WASHINGTON – Israel must act boldly in order to advance a peace agreement with the Palestinians, President Barack Obama said in his highly anticipated Mideast policy speech Thursday, presenting his vision for future negotiations.
"The dream of a Jewish and democratic state cannot be fulfilled with permanent occupation," he said.
"There are those who argue that with all the change and uncertainty in the region, it is simply not possible to move forward (on peace,)" Obama said. "I disagree… the drive for a lasting peace that ends the conflict and resolves all claims is more urgent than ever."
Obama blamed both Israel and the Palestinians for failing to meet expectations in their pursuit of peace thus far.
"Israeli settlement activity continues. Palestinians have walked away from talks," he said.
Turning his attention to the Jewish State, the president stressed that America's friendship with Israel "is rooted deeply in a shared history and shared values."
Obama noted that America's committed to Israel's security is "unshakable," but added that "precisely because of our friendship, it is important that we tell the truth: the status quo is unsustainable, and Israel too must act boldly to advance a lasting peace."
Addressing the Palestinian side, the president said that efforts to delegitimize Israel "will end in failure."
"Symbolic actions to isolate Israel at the United Nations in September won’t create an independent state," Obama said. "Palestinian leaders will not achieve peace or prosperity if Hamas insists on a path of terror and rejection. And Palestinians will never realize their independence by denying the right of Israel to exist."
Presenting his vision for peace, Obama declared that "a lasting peace will involve two states for two peoples. Israel as a Jewish state and the homeland for the Jewish people, and the state of Palestine as the homeland for the Palestinian people."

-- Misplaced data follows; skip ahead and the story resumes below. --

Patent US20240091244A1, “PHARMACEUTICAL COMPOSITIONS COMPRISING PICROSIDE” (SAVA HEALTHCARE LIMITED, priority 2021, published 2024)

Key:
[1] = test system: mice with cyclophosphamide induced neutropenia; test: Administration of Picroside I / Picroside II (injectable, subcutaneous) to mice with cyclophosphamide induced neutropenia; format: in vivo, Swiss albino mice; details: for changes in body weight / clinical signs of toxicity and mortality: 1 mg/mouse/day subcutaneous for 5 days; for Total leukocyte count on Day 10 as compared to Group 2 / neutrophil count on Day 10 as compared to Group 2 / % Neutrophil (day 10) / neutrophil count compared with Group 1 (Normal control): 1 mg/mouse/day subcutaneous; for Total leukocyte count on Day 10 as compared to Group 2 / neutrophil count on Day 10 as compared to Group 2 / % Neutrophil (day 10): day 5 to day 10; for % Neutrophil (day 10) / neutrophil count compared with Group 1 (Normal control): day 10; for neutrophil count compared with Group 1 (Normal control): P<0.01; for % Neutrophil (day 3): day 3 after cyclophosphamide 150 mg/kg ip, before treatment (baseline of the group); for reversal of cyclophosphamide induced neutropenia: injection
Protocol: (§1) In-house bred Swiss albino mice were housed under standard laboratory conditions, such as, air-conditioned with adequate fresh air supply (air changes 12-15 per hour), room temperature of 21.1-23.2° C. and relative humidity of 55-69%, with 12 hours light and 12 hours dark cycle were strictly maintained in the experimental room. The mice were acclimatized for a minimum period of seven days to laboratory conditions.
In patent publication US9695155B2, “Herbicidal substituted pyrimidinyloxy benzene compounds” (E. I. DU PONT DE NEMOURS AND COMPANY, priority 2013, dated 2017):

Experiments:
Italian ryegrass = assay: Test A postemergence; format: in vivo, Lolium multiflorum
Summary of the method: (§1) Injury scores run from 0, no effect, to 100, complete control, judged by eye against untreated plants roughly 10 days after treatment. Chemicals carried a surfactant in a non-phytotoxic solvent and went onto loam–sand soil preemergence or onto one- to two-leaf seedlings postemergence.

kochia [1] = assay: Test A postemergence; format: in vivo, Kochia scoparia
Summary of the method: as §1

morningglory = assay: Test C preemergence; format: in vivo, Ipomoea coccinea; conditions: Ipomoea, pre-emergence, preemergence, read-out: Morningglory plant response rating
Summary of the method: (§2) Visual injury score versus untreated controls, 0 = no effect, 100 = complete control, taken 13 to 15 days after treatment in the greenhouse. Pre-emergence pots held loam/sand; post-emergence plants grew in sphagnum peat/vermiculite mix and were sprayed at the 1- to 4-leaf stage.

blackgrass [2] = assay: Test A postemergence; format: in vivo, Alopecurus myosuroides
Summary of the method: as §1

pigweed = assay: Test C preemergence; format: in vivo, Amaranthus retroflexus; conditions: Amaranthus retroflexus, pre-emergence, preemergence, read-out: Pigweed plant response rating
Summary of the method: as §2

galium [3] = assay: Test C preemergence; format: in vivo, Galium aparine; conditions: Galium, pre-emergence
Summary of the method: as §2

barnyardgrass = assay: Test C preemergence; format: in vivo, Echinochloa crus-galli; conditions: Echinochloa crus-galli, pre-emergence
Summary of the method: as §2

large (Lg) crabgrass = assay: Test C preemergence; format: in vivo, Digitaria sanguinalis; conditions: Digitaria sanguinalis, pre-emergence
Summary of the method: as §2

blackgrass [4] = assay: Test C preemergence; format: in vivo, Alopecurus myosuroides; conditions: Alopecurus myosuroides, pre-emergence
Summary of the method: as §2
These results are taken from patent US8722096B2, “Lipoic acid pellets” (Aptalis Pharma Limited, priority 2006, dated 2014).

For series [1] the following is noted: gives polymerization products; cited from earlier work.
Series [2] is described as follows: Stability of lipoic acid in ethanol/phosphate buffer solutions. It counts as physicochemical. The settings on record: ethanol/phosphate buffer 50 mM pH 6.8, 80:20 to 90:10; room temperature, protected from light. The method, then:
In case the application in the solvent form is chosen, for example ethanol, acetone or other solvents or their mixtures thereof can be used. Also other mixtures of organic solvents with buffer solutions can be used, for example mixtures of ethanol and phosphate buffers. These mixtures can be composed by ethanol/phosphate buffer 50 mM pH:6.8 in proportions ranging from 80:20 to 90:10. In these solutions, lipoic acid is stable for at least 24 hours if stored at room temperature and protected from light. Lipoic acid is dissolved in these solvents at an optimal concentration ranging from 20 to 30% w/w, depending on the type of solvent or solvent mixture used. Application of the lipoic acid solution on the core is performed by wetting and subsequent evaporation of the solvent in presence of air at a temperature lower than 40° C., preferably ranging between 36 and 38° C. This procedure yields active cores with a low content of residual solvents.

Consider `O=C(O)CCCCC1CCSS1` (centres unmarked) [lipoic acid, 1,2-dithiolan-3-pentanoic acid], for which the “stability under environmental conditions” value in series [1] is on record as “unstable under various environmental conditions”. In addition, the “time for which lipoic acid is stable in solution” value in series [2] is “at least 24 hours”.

"The borders of Israel and Palestine should be based on the 1967 lines with mutually agreed swaps, so that secure and recognized borders are established for both states," he said.
Two states based on 1967 borders - Obama (Photo: AP)
"As for security, every state has the right to self-defense, and Israel must be able to defend itself – by itself – against any threat," Obama said.
Obama acknowledged that the issues of Jerusalem and refugees remain emotional stumbling blocks to achieving peace, but said that in order to achieve progress both sides must move forward with talks about territory and security.
"I recognize how hard this will be. Suspicion," he said. "But I’m convinced that the majority of Israelis and Palestinians would rather look to the future than be trapped in the past."
Addressing the recent turmoil in the Middle East, Obama said: "For six months, we have witnessed an extraordinary change take place in the Middle East and North Africa."
Turning his attention to Syria, the president condemned Damascus' choice of "the path of murder and the mass arrests of its citizens."
"The United States has condemned these actions, and working with the international community we have stepped up our sanctions on the Syrian regime – including sanctions announced yesterday on President Assad and those around him," he said.
Syrian President Bashar Assad has a choice at this time, either to lead changes in his country or leave," Obama said.
"He now has a choice, either lead the change or get out of the way," he said.
"We support a set of universal rights. Those rights include free speech; the freedom of peaceful assembly; freedom of religion; equality for men and women under the rule of law; and the right to choose your own leaders – whether you live in Baghdad or Damascus; Sanaa or Tehran," Obama said.